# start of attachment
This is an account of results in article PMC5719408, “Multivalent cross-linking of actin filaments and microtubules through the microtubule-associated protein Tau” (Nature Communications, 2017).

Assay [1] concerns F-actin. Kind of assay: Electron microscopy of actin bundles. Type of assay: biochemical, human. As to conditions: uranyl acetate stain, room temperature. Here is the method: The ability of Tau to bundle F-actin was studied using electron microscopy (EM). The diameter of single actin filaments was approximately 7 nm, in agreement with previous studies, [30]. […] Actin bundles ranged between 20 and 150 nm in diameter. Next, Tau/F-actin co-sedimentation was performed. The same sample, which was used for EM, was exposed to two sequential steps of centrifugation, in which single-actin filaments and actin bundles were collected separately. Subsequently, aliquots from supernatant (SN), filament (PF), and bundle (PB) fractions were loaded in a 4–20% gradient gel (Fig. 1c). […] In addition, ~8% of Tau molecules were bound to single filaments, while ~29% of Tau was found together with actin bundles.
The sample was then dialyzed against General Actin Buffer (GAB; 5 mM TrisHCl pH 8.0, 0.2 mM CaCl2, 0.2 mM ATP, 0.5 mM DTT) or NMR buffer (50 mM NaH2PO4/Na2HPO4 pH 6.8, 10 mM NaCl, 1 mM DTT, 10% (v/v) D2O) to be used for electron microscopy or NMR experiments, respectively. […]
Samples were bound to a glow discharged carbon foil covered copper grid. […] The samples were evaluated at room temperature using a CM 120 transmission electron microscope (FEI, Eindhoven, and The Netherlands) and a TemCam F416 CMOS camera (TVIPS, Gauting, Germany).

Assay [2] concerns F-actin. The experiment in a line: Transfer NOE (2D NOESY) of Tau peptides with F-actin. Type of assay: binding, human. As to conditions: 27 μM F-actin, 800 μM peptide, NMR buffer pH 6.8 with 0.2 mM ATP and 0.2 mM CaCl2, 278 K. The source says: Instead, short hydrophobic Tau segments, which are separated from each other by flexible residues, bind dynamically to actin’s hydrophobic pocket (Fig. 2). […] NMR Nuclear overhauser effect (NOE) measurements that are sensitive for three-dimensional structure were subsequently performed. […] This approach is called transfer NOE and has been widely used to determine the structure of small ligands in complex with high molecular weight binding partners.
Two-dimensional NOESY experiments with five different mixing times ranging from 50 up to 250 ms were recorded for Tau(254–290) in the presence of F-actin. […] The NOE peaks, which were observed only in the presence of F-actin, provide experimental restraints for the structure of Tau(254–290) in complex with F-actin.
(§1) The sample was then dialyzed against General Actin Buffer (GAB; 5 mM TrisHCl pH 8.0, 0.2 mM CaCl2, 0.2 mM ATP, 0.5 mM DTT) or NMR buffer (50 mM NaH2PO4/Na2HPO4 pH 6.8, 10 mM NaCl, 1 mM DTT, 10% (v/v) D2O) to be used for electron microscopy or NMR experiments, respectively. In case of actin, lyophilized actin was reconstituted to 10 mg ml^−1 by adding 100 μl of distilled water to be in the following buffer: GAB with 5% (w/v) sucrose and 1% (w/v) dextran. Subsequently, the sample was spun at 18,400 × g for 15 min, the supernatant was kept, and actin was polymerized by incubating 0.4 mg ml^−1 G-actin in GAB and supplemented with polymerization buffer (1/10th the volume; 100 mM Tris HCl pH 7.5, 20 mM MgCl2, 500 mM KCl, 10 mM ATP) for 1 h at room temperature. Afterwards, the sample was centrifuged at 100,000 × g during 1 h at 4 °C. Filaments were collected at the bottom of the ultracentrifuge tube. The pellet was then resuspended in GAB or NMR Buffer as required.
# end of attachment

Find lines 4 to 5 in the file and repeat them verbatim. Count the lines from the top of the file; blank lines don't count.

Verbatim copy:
Samples were bound to a glow discharged carbon foil covered copper grid. […] The samples were evaluated at room temperature using a CM 120 transmission electron microscope (FEI, Eindhoven, and The Netherlands) and a TemCam F416 CMOS camera (TVIPS, Gauting, Germany).

Assay [2] concerns F-actin. The experiment in a line: Transfer NOE (2D NOESY) of Tau peptides with F-actin. Type of assay: binding, human. As to conditions: 27 μM F-actin, 800 μM peptide, NMR buffer pH 6.8 with 0.2 mM ATP and 0.2 mM CaCl2, 278 K. The source says: Instead, short hydrophobic Tau segments, which are separated from each other by flexible residues, bind dynamically to actin’s hydrophobic pocket (Fig. 2). […] NMR Nuclear overhauser effect (NOE) measurements that are sensitive for three-dimensional structure were subsequently performed. […] This approach is called transfer NOE and has been widely used to determine the structure of small ligands in complex with high molecular weight binding partners.